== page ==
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  1. Government Computing
December 12, 2019

UK government departments confirm rise in lost laptops in three years

USB drive supplier Apricorn has revealed an increasing number of missing laptops from government departments in the last three years, with the Ministry of Justice (MoJ) topping the list with 400% increase in the lost lap tops.

Image: The Ministry of Justice has reported over 400% increase in lost laptops in three years. Photo: courtesy of free stock photos from www.picjumbo.com/Pixabay.

USB drive supplier Apricorn has revealed an increasing number of missing laptops from government departments in the last three years, with the Ministry of Justice (MoJ) topping the list with 400% increase in the lost lap tops.

The figures were announced from freedom of information (FoI) requests submitted to five government departments into the security of devices held by employees in the public sector.

The data showed that the MoJ lost 354 mobile phones, PCs, laptops and tablets in FY 2018/19 as compared to 229 during 2017/18.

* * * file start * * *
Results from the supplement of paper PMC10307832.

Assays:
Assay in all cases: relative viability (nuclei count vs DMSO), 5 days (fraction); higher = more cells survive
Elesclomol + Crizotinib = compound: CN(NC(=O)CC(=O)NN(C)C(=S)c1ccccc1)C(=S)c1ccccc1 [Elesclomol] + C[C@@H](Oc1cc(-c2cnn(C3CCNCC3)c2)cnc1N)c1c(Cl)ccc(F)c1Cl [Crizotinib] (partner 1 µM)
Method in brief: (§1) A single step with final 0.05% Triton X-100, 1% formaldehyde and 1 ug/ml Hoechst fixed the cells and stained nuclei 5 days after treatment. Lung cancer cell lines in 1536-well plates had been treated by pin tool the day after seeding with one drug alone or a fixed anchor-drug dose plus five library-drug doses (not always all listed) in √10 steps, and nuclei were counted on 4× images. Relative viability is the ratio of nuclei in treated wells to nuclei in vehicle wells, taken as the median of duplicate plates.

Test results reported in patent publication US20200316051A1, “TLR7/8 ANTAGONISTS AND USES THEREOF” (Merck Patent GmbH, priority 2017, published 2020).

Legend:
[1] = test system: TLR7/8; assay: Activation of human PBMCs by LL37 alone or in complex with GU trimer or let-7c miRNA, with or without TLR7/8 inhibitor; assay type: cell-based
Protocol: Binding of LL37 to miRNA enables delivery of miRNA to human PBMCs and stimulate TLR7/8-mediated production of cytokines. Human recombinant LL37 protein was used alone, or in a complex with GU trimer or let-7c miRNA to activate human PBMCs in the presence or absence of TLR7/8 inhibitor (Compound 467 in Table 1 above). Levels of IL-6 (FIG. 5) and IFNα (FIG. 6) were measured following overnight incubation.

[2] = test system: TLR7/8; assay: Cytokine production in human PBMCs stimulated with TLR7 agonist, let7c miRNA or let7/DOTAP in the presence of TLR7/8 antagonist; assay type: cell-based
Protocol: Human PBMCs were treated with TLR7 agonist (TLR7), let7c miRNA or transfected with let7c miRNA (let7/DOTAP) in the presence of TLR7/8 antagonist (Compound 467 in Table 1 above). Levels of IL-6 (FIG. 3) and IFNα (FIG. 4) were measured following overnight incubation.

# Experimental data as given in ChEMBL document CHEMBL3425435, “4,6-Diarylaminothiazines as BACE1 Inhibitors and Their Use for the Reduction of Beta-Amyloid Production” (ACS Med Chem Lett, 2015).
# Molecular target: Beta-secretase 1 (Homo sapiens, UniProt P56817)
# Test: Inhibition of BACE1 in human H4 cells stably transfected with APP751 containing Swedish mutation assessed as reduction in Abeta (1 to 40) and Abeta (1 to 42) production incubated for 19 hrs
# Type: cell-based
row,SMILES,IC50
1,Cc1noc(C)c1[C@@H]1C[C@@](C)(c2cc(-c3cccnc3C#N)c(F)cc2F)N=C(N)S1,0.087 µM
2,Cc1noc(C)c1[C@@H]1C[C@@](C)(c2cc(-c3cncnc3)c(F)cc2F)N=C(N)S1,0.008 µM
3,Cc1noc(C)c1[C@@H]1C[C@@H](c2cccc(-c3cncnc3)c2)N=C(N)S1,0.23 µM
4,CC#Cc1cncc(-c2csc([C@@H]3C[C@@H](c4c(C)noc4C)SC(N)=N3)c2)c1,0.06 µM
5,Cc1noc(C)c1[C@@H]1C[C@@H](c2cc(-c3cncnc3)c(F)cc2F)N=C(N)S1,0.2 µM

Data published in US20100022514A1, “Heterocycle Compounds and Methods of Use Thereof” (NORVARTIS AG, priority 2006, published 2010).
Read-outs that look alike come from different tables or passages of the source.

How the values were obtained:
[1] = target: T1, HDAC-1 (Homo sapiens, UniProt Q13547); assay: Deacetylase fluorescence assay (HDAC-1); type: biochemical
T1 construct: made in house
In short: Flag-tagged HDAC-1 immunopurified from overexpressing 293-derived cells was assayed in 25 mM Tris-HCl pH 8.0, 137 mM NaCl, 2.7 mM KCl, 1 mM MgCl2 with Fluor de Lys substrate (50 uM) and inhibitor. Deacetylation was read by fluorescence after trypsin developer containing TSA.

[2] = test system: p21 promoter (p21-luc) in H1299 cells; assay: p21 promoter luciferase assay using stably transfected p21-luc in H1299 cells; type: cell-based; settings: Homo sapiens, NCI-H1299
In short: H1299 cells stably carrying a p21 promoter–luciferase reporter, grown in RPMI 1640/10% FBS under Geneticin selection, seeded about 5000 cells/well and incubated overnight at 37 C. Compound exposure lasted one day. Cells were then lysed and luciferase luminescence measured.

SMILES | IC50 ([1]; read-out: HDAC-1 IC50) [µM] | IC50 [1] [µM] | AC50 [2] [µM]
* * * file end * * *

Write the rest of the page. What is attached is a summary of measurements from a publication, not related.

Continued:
The ministry reported a 400% increase in lost laptops alone in three years: 45 in 2016/17 to 101 in 2017/18 and up to 201 in 2018/2019.

Apricorn also submitted FoI requests to the Ministry of Education (MoE), Ministry of Defence (MoD), NHS Digital and NHS England during September-November this year.

It is reported that of the five government departments contacted, three out of five departments responded.

Meanwhile, the MoE revealed 91 devices were lost or stolen in 2019, while NHS Digital had lost 35 devices till date in this year.

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Apricorn EMEA managing director Jon Fielding said: “Whilst devices are easily misplaced, it’s concerning to see such vast numbers being lost and stolen, particularly given the fact these are government departments ultimately responsible for volumes of sensitive public data. A lost device can pose a significant risk to the government if it is not properly protected.”

All of the three government departments that responded to the FoI admitted that staff used USB devices. The MoJ added that all USB ports on laptops and desktops are restricted and can only be used when individuals have requested that the ports be unlocked.

Each of the responding departments noted that all USB and storage devices are encrypted.

Fielding added: “Modern-day mobile working is designed to support the flexibility and efficiency increasingly required in 21st-century roles, but this also means that sensitive data is often stored on mobile and laptop devices.

“If a device that is not secured is lost and ends up in the wrong hands, the repercussions can be hugely detrimental, even more so with GDPR now in full force.”

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